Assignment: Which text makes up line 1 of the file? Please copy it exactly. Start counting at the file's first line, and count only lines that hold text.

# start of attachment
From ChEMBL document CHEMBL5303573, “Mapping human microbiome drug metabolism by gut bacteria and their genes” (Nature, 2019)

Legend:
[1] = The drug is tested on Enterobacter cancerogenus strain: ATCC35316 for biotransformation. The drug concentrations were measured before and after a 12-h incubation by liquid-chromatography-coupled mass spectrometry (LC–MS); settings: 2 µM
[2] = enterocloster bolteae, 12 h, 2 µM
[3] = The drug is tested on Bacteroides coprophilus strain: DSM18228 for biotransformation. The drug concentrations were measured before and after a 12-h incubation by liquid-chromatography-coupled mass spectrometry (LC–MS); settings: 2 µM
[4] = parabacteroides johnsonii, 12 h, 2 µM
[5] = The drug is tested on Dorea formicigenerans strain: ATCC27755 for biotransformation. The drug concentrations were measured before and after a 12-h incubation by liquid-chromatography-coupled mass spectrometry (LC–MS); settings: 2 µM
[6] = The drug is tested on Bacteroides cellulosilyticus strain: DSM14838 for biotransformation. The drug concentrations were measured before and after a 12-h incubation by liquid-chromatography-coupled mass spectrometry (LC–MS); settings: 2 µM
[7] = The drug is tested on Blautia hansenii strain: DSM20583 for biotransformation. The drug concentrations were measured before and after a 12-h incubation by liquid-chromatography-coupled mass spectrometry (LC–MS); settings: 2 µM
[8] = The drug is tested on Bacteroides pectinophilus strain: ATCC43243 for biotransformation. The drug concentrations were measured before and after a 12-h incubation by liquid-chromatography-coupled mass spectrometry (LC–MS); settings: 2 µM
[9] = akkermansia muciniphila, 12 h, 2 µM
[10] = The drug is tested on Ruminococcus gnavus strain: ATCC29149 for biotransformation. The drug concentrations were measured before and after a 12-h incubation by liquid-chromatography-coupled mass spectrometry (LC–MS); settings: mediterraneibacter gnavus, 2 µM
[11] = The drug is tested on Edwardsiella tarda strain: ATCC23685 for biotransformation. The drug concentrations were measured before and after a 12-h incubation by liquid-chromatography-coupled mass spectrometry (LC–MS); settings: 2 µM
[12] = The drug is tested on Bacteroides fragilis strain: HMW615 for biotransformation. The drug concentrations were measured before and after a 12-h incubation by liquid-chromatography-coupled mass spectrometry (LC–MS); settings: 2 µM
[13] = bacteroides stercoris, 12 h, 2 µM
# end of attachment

From ChEMBL document CHEMBL5303573, “Mapping human microbiome drug metabolism by gut bacteria and their genes” (Nature, 2019)